Sunday night, Anan Abu-Taleb and his family closed Monnie Burke’s the well-reviewed but under supported restaurant they had opened to acclaim in Pilsen just two years ago. Abu-Taleb has been in the restaurant business for decades. He’s had successes, including Maya del Sol in Oak Park and two Pizza Capri locations in the city. And he has watched as hard work and early success evaporated in a competitive and changing restaurant scene.
Most Oak Parkers don’t remember Vivaldi, an Italian-themed restaurant owned by Abu-Taleb and occupying what is now Maya. It started strong and then fizzled. And it’s closing still stings with Abu-Taleb.
The decision to close Monnie’s was a hard one. Like everything in Abu-Taleb’s professional life it was also fully a family decision. Margi Abu-Taleb, his wife and business partner, had a very personal connection to Monnie’s as it was named after a late aunt whose progressive values influenced her world view. Regulars at Maya and Monnie’s also know that the couple’s children are active in the operations.
“When you are the leader of an organization, you feel a sense of failure,” said Anan Abu-Taleb. “I feel I’ve failed employees, family, the neighborhood.”
With money sunk into the Pilsen location, the plan is, as they seem to say in the restaurant business, to “reconcept” the space, stabilize finances, do a fresh build out and re-open, hopefully by summer. As at Maya, the Pilsen spot has a supersized patio which makes summer a critical season.
Abu-Taleb said the New American concept at Monnie’s was designed to “appeal to everyone with a multi-layered menu.” Abu-Taleb quickly figured out I’d never been to the 18th Street outpost when I told him I had no idea what New American cuisine was or what was actually on the “multi-layered menu.” Turns out it is burgers, steak, fish and pasta.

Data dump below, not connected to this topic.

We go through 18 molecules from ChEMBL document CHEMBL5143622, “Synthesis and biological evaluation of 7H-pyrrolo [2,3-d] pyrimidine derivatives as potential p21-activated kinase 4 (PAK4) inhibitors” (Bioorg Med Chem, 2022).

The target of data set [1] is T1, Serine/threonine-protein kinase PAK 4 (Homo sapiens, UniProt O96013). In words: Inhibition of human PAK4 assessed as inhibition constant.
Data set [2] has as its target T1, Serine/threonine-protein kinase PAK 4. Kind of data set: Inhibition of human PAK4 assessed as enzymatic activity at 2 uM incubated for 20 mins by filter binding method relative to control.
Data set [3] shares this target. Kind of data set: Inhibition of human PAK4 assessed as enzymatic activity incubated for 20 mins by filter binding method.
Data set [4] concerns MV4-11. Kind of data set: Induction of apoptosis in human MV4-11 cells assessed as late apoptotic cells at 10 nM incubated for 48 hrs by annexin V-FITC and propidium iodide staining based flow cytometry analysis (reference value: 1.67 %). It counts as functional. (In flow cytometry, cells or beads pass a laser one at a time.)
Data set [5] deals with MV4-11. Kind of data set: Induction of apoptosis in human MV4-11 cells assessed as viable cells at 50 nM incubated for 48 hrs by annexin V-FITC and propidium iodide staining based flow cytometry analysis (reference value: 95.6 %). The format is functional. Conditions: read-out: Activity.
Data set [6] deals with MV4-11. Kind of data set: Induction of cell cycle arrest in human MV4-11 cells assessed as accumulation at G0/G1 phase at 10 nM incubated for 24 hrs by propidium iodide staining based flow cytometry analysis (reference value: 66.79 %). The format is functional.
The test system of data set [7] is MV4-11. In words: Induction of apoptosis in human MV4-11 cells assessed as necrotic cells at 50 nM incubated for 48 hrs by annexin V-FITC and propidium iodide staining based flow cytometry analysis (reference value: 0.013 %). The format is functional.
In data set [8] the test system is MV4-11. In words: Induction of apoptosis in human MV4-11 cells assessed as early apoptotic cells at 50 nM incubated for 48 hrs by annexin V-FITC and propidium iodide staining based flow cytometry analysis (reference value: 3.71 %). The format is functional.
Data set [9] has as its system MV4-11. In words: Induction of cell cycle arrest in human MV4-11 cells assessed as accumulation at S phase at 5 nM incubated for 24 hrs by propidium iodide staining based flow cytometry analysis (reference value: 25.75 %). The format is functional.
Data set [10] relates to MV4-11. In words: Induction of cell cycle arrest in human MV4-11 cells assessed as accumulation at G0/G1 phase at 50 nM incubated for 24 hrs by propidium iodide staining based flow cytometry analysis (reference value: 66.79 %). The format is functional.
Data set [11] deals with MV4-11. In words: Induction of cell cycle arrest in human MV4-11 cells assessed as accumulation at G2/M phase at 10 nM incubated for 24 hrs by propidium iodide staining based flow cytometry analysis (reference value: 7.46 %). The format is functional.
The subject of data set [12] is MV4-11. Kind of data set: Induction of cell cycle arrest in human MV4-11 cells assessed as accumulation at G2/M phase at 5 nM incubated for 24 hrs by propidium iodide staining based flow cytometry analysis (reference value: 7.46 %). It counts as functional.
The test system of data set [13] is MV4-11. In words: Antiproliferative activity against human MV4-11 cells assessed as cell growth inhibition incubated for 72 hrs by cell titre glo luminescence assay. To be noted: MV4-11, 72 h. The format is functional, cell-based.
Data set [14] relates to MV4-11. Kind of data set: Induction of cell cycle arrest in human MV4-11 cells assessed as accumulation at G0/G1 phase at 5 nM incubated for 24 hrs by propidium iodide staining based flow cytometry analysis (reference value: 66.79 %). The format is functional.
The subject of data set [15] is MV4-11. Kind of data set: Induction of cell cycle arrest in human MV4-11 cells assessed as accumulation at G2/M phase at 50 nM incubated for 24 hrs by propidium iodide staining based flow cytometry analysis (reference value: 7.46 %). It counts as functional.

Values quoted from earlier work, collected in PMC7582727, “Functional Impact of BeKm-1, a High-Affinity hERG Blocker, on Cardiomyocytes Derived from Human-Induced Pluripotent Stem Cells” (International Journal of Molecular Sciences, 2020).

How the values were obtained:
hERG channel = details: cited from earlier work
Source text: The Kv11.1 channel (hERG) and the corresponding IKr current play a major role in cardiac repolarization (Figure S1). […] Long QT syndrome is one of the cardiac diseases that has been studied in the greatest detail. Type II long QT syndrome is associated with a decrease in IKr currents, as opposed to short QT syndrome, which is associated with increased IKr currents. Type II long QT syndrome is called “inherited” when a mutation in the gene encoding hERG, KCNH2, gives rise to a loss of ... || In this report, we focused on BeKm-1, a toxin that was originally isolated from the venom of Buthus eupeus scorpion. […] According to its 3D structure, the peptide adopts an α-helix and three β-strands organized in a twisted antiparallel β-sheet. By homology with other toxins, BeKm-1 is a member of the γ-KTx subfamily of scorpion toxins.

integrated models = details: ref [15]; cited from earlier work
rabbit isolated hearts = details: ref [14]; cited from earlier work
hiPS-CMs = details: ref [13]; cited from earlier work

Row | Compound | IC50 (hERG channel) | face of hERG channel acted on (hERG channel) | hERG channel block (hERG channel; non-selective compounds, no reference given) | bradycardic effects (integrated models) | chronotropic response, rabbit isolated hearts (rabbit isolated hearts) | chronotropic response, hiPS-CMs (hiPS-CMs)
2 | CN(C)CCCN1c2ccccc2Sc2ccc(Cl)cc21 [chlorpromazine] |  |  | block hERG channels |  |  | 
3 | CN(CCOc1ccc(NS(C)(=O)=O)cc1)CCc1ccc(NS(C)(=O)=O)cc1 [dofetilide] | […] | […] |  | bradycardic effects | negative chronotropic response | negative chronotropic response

While he is shy talking about what comes next in Pilsen, he said the next “concept has to get a little more focused,” and “more energy driven.” I will leave this to my foodie readers to translate.
Abu-Taleb said the family is “doubling down on Pilsen.” While this old immigrant neighborhood is battling gentrification, he said, his family felt they were embraced by local residents.
“I’m an immigrant,” the Gaza Strip native said. “I came to this country for the same reason these folks came to America. Their story is my story. Pilsen has a soul and the people who live here love it.”
Our conversation turned back to Oak Park, an increasingly competitive restaurant landscape and the December closing of Winberie’s after almost 40 years at Lake and Oak Park.
“Going through an experience like this [at Monnie Burke’s] is hard. This was a tough decision. We made a large investment. It is costly,” he said. “But it confirms to me the fact that small ma-and-pa businesses are the soul of a community. In Oak Park we need to recognize the risks that small business owners take. It makes me more of a believer that we all need to support our small businesses.”
Talking about Winberie’s, he said, “When I heard about it, I thought about the many great meals, the many great conversations we had there. It is hard to see them go.”
Abu-Taleb acknowledged the challenges of owning an independent restaurant in Oak Park and really anywhere. “Markets change, taxes are high, regulations change, food costs rise but you can’t charge $20 for a hamburger and you can’t raise prices too quickly.” He pointed to the increasing sophistication of prepared meals at grocery stores, meal delivery services.
“But competition is good. It is the best thing for consumers. It means, though, that [as owners] we need our vision to be executed flawlessly. And we need to reinvent ourselves. One door closes and another opens. Vivaldi. It was OK. But we decided we needed to change. Maya was born and now it is a place that is loved by a lot of people in our community. For a restaurant to be successful, you need people to have an emotional bond to the brand.
“And you need to be willing to make tough decisions.”